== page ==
Jay Bookman: http://bit.ly/GBld8a @jaybookmanajc
Kyle Wingfield: http://bit.ly/GBlsQH @kwingfieldajc
Dick Yarbrough: http://bit.ly/GAfZMy @dickyarbrough
Peach Pundit: http://bit.ly/GRuIAj @peachpundit
Georgia Politics Unfiltered: http://bit.ly/GHpvj9 @gaunfiltered
Organizations for Ethics Reform:
Again, a unique combination of organizations across the conservative/liberal spectrum.
Georgia Alliance for Ethics Reform (consisting of Common Cause, Georgia Tea Party, League of Women Voters of Georgia , and Georgia Watch): http://bit.ly/GIuASZ
Other organizations and individuals listed by Georgia Alliance for Ethics Reform: http://bit.ly/GGUJ5E
Georgia Newspapers Weigh In
Each of these prominent Georgia papers has written editorials calling for ethics reform. No major Georgia paper (that I’ve found) argued against ethics reform. (Though admittedly that would be a tough sell.)
Columbus Ledger-Enquirer: http://bit.ly/GHdGpv @ledgerenquirer
Athens Banner-Herald: http://bit.ly/GH5W6s @onlineathens
Augusta Chronicle: http://bit.ly/GNbjVA @AUG_Chronicle
Savannah Morning News: http://bit.ly/GRrPPL @SavannahNow
Marietta Daily Journal: http://bit.ly/GOFvzq @mdjonline
Coweta County Times-Herald: http://bit.ly/GFCVb0 @TimesHerald
Not everyone agrees with the validity of the CPI study, nor that further ethics reform is needed right now.
Joe Wilkinson, Georgia House Ethics Committee Chair, said to Dick Yarbrough in Marietta Daily Journal Online: “I challenged Common Cause three years ago to bring me the names of three legislators who had been ‘bought’ by lobbyists. They couldn’t do it. So I asked them for one name. They couldn’t do that, either. If someone can provide me a shred of evidence of wrongdoing, I will leap into action and I will do so with a vigor that would make the members of the Senate Watergate Committee blush.”
And to the Atlanta Journal Constitution, Wilkinson says “We have worked very closely with [Center for Public Integrity] over the years, followed their advice,” he said. “The problem is not CPI. The problem is that it was Jim Walls [author of the Georgia portion of the report].”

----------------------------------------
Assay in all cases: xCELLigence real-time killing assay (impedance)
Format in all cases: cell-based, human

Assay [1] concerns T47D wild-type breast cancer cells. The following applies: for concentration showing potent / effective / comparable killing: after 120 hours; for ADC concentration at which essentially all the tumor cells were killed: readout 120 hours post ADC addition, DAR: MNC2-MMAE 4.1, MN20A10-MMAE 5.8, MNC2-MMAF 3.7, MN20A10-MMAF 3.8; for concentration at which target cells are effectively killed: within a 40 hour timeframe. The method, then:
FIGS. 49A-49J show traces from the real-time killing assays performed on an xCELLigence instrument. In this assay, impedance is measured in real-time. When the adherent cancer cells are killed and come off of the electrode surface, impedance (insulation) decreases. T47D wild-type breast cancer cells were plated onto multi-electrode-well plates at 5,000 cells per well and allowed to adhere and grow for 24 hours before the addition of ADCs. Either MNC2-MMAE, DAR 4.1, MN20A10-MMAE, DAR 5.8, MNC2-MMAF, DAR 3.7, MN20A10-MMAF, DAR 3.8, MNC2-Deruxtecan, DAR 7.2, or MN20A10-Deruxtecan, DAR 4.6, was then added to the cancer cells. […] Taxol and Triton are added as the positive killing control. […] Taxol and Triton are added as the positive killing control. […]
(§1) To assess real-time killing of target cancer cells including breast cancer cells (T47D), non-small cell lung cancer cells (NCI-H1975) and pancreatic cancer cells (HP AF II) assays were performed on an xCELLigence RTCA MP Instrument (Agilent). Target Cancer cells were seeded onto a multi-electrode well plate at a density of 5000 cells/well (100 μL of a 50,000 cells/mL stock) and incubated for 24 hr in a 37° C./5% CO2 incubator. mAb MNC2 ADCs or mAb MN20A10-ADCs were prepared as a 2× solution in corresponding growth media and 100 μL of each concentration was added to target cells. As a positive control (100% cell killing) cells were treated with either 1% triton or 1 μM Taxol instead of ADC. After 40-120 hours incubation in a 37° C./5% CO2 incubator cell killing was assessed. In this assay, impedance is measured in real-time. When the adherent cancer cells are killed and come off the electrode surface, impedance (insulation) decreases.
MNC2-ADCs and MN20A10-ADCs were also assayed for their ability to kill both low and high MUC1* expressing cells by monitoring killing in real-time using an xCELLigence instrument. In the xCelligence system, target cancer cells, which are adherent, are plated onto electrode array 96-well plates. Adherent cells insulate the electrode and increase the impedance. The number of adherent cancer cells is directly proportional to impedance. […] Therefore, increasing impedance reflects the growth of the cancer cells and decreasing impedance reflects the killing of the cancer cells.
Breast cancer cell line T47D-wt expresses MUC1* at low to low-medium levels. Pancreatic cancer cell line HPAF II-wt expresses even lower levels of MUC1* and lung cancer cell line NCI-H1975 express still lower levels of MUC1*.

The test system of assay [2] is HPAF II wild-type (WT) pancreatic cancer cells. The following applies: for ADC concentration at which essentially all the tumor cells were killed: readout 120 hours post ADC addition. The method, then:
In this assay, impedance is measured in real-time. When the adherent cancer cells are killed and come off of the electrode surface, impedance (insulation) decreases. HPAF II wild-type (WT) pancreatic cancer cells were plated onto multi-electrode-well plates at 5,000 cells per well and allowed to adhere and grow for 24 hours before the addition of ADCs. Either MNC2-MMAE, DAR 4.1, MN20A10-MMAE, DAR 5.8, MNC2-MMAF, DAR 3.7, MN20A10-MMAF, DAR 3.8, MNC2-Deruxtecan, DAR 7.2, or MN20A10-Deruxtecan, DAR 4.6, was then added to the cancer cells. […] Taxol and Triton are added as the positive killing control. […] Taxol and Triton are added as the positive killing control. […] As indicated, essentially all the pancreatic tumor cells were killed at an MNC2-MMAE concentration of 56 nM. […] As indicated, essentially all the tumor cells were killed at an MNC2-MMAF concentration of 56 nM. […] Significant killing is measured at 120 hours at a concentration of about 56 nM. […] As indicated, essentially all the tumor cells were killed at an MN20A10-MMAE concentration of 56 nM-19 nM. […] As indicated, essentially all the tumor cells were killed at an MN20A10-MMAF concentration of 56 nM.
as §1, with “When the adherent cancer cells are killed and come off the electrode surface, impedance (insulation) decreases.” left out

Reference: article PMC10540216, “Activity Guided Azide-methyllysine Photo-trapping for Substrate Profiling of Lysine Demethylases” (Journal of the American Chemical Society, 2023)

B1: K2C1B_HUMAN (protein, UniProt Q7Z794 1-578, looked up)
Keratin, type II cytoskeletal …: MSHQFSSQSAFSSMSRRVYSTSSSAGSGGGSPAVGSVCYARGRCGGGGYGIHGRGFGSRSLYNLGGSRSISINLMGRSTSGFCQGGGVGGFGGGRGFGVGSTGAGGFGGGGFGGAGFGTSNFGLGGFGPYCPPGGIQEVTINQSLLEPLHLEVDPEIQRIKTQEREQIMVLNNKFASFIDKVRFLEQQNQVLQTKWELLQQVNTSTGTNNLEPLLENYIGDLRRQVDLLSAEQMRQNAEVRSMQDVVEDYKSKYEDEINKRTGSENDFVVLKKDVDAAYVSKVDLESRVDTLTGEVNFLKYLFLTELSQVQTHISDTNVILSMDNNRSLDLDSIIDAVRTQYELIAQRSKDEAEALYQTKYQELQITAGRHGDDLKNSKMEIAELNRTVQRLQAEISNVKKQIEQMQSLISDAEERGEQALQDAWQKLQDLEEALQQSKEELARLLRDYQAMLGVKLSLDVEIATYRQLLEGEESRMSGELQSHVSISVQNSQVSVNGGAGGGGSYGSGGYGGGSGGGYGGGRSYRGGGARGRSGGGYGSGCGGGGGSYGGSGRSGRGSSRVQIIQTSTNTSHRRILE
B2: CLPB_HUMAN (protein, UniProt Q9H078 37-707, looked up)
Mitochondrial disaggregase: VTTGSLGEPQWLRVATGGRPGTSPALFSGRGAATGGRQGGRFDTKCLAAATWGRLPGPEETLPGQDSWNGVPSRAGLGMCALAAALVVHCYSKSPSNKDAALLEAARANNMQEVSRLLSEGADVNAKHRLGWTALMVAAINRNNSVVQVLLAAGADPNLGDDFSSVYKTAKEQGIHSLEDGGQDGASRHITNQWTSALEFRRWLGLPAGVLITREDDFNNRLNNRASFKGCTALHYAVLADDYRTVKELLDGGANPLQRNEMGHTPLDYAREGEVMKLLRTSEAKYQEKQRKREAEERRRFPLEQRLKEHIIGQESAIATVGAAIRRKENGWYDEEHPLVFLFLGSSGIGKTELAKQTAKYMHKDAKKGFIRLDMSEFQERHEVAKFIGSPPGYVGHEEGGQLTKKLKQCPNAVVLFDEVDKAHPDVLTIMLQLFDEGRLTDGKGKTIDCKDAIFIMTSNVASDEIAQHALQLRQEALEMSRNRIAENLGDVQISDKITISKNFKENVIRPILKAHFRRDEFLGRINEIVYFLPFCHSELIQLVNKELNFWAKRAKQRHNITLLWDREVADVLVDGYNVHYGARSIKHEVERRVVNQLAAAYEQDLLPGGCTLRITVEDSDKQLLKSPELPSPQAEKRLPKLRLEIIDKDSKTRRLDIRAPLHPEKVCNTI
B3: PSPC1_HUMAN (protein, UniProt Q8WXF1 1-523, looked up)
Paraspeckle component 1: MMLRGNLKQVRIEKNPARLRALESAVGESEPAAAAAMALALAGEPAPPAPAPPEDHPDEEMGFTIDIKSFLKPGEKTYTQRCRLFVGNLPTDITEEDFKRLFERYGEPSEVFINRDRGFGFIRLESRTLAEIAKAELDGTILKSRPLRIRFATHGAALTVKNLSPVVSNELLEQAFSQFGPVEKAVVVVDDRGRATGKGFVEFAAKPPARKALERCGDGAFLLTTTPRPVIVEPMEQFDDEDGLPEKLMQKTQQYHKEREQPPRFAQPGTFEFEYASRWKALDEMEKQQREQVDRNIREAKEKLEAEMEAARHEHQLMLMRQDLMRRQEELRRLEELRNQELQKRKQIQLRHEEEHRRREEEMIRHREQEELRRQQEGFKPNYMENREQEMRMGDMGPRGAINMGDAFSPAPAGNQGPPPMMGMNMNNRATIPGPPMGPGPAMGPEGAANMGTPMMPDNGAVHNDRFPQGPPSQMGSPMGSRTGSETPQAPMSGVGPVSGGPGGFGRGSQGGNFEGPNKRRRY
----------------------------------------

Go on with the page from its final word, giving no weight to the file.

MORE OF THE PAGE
Rick Thompson, a former executive secretary of the State Ethics Commission, told the AJC that the report was “biased and disappointing. All you have to do is read some of these opinions and how they’re answered to see there’s a whole lot of room to inject your opinion in.”
Thompson also told WABE “With the high level of transparency that is required by individuals running for office, individuals that are in office and individuals lobbying, I believe that the information is out there and it helps thwart the possibility of corruption.”
As to the criticism that the state ethics committee has had their audit staff lowered from six to one over the last several years, which limits the ability to review ethics complaints, Thompson added, “At one time we had numerous auditors, but that was before everything went electronically filed. [Now] all the auditing is automatically done. You don’t need that many people.”
Glaringly, Thompson points out that in 2009, under somewhat different criteria, the Center for Public Integrity had Georgia finish 6th among the 50 states. To be fair, did we really drop 44 places in two years? I could not quickly find this report online. Thompson himself believes Georgia is in the top 10 states for ethics oversight.
If you are someone who likes to contact a Senator or State Representative that holds some sway over these matters, in addition to your own, above is a list of these representatives.
See Michael Mumper’s bio in the About Us section above.